The constant online presence of the customer, coupled with high efficiency at low costs and direct customer communication, has resulted in almost no companies that don't distribute information via email to their recipients.
In the realm of email marketing, there's a legal framework that advertising companies must adhere to. This framework protects the customer from unsolicited advertisements and thus ensures their focus remains on relevant and desired information.
In addition to these legal mandates, it's also advisable to scrutinize the utility each campaign offers the customer and, as much as possible, to define a narrow target audience for your mailings. Studies indicate that when customers receive information they deem irrelevant, their perception of the advertising company is negatively affected. Therefore, the benefits to the customer should always be central to any marketing considerations.
To whom can I send email campaigns?
Once you obtain the recipient's consent and ensure there's an option to unsubscribe in every email, you're safe. Without the recipient's agreement, emails can be sent to no more than 50 addresses. However, this is only legally compliant if such emails don't serve as direct advertising for products and/or services. Emails can be sent to customers under specific conditions and when there's an active customer relationship.
How can the recipient's consent be obtained?
Consent isn't bound by any specific form and can be provided in various ways. The recipient can grant permission in writing, through email, verbally, or even by checking a consent box on a web form. In this case, the recipient must initiate the action, and the box shouldn't be pre-filled. Any other form of implicit consent from the recipient is also permissible, but from an evidentiary perspective, it's recommended only when there's adequate documentation. Regular communication in active business relationships can be seen as giving consent.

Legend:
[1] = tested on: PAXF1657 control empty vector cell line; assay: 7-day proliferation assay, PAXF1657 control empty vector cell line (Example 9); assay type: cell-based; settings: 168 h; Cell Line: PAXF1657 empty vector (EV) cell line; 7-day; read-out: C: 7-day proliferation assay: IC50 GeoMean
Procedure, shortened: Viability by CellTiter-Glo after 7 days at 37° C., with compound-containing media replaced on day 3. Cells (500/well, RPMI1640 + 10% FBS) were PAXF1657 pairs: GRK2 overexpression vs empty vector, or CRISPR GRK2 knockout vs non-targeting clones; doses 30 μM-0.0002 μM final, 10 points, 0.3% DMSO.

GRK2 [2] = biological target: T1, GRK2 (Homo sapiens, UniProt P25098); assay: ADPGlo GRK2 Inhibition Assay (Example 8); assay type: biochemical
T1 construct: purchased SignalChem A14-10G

In Europe, due to the GDPR, the Double-Opt-In process is required to obtain consent to receive mailings.
With the Double-Opt-In, after submitting their email address, the interested party receives a message asking them to click on a link. Only after clicking on this confirmation link is the email address added to the sender's distribution list. This process ensures that email addresses aren't used without the recipient's consent. This method fully meets the legal requirements for consent.
It should be noted that the confirmation email can only be sent once to the recipient and shouldn't contain advertising before confirmation. If the link isn't confirmed, the recipient shouldn't receive any more emails urging them to click on the link.
In Austria, the Double-Opt-In method is the legally mandated form of consent to send mailings to an email address. This can vary based on the country's specific legal situation. The principle generally adhered to is the "recipient country principle," i.e., senders must abide by the legalities in the recipient's country.
Recipient Country Principle
Regardless of the sender's country, email campaigns must always adhere to the legal conditions of the recipient's country. Before sending to an international audience, it's essential to review the legal situation in each country targeted to find common ground. This means the strictest conditions should be met, selecting a method acceptable in all targeted countries.